Archive for October, 2011

The Amazon Trail

Scared Little Dyke Writer

by Lee Lynch

Now that I’ve been around for a while, new writers sometimes tell me how terrified they are of reading in public. All I have to offer them is enormous, sincere sympathy and the story of how I started my public life as a writer.

No one warns us that we can’t hermit in our garrets and only leave to buy more Amy’s frozen dinners. No one tells us that writers don’t merely write, we also must market. No one tells us in college speech classes that it’s not over with the semester – we’ll have to keep speaking to rooms and auditoriums filled with people for the rest of our shy lives.

It’s another trick, like the one where they lead us on to think we can earn enough in royalties to be able to write full time when in reality we’ll be working at jobs full time and squeezing in a paragraph here and there when the boss isn’t looking.

The first time I read to a group I was so scared I cried. The story was about a couple of schoolteachers in the closet and the glimpse they had of freedom. I hadn’t realized the depth of my sadness about their situation, but, in my fear at reading aloud, especially in Tee Corinne’s living room, especially to a large group of mostly back-to-the land pilgrims to the rural northwest, especially as I’m an urban Yankee –  I got all emotional about the story and cried in front of them.

I thought, humiliated and relieved, that was the end. No one would ever want me to read my work again. But the audience loved it. Crying made me real to them, a dyke who wrote their stories. They enveloped me in their warmth.

This experience should have made my next reading less daunting. My publishers had laughed and told me I’d better get used to it. Again, I was in a living room, this time back east. I was so scared I was practically comatose. The fact that I knew these women made the experience more, not less, frightening. I started to read, stumbled, got more anxious and then the cat who lived there jumped on my lap. In front, as cats are wont to do, of my reading material.

There could have been no better ice breaker. The audience laughed. I felt visited by my totem animal. It was as if a caring hand had come and lifted enough of my fear that I could give something to the audience rather than steel myself against them.

My fear made me inaccessible. I wanted them to disappear, I wanted a spaceship to land in the middle of the living room and take the focus off me. I also wanted to share something with these people I was writing for. Reading aloud was for them, not for me, and I needed to change my focus away from my fear and toward these readers with their expectant faces.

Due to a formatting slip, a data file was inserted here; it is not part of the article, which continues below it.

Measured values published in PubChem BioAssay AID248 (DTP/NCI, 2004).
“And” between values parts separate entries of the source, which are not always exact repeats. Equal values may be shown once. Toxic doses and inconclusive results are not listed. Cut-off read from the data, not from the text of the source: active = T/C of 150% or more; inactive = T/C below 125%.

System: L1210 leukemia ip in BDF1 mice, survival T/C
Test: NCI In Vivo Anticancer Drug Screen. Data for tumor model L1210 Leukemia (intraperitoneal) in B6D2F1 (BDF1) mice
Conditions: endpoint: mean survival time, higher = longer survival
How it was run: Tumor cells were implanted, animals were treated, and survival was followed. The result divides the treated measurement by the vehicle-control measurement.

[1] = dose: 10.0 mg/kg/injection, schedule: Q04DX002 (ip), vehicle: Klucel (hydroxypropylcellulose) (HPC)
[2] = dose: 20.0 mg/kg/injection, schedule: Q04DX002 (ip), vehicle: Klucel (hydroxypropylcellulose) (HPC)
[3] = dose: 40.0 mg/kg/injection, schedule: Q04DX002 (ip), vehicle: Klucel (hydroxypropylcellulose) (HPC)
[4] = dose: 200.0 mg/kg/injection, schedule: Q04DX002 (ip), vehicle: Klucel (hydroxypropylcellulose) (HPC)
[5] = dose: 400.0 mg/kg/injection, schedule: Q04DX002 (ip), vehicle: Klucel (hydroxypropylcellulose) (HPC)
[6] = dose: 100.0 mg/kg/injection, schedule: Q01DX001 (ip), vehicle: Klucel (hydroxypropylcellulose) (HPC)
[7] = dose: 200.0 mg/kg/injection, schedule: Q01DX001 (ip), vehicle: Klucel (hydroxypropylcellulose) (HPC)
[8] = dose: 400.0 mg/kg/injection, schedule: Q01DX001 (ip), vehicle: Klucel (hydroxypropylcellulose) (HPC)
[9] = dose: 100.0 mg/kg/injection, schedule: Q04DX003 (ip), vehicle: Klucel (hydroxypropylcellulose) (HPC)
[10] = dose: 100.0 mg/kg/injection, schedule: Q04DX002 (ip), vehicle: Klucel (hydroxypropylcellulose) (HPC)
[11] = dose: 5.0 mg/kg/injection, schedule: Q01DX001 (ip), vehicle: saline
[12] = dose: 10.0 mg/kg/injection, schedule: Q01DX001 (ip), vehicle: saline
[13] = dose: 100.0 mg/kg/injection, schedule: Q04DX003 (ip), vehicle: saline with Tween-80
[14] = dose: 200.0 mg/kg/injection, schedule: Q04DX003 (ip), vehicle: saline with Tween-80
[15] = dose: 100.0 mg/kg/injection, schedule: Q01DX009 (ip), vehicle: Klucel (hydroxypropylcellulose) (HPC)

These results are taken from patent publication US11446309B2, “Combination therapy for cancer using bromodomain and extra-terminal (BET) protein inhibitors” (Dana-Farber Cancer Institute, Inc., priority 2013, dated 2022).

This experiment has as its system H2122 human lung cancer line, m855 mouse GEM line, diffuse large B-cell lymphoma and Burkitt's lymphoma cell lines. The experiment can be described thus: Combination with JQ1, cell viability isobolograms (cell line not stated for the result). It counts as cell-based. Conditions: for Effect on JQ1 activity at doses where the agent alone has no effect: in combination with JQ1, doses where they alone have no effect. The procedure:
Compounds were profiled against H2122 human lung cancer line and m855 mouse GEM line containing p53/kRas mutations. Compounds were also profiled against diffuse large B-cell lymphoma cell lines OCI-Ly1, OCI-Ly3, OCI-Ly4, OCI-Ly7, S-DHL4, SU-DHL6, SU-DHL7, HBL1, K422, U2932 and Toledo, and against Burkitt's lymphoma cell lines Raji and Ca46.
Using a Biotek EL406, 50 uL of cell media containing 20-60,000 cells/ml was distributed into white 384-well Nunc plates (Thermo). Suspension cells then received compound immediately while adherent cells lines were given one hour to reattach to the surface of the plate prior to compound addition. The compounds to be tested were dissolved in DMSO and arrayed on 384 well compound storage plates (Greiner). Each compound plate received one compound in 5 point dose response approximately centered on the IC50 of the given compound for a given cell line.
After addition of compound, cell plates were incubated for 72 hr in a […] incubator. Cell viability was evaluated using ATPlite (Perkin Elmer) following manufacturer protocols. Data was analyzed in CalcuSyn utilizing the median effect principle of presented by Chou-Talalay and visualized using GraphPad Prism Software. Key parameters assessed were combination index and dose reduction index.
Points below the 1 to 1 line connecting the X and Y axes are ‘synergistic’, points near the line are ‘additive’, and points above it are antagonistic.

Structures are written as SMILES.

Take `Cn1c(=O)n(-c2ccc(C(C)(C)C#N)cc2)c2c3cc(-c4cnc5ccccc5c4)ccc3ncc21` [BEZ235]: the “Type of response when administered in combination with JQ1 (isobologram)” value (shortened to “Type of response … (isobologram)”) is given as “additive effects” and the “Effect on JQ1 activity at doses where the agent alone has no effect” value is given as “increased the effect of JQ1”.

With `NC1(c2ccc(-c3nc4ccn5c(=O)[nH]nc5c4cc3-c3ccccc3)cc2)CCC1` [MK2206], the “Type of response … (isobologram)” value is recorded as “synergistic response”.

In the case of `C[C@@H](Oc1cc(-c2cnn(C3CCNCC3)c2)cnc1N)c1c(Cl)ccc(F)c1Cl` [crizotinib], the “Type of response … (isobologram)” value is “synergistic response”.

Did I learn my lesson? Of course not. The third time I was on a conference panel. I was teamed up with some very accomplished women, including Jewelle Gomez and two filmmakers. My publishers were in the audience. Was this a moment I had dreamed of all my life? A pinnacle? The opportunity of a lifetime?

I spent most of the 24 hours before the panel on the toilet, or with my head in the toilet. I missed a meeting to prepare – my mind was frozen. This was not something I had the courage to do and it wasn’t something I could get out of doing. The room was gargantuan. The faces dissolved in the tears I tried not to shed. I was weak and dizzy from hunger. My hands shook, but not as badly as one of the other panelist’s hands. I remember reassuring her, this veteran of two appearances. That’s all I remember. I was a block of wood, or ice. Or a scared little dyke writer.

I was like today’s new writers who quail when it’s their turn to read.

Here’s what I did. I learned to speak with my higher power: goddess, universe, my own highest spirit, it doesn’t matter. I began to take a few minutes to ask for help in giving the audience what they needed. I breathe slowly and deeply. I envision a personification of that higher power holding my hand. I even take a small dose of a tranquillizer to dissolve the fear chemicals in me. My wife hugs or holds me, whichever I need. We both hang out with the audience, introducing ourselves, exchanging a few words, breaking down artificial walls. So many readers and writers are as shy as I am.

Does the stage fright ever go away? Not entirely for me, but with exposure, time, practicing the steps that calm me, I usually don’t embarrass myself. Last month at In Other Words in Portland, Oregon, there were seven of us reading. I remember assuring one scared little dyke that, for the most part, readers would rather like us than not. When I let myself like them back, instead of fearing them, and remember that I’m there for the readers, not me, reading in public becomes a kind of holy lesbian ritual that enhances us all.

Copyright Lee Lynch 2011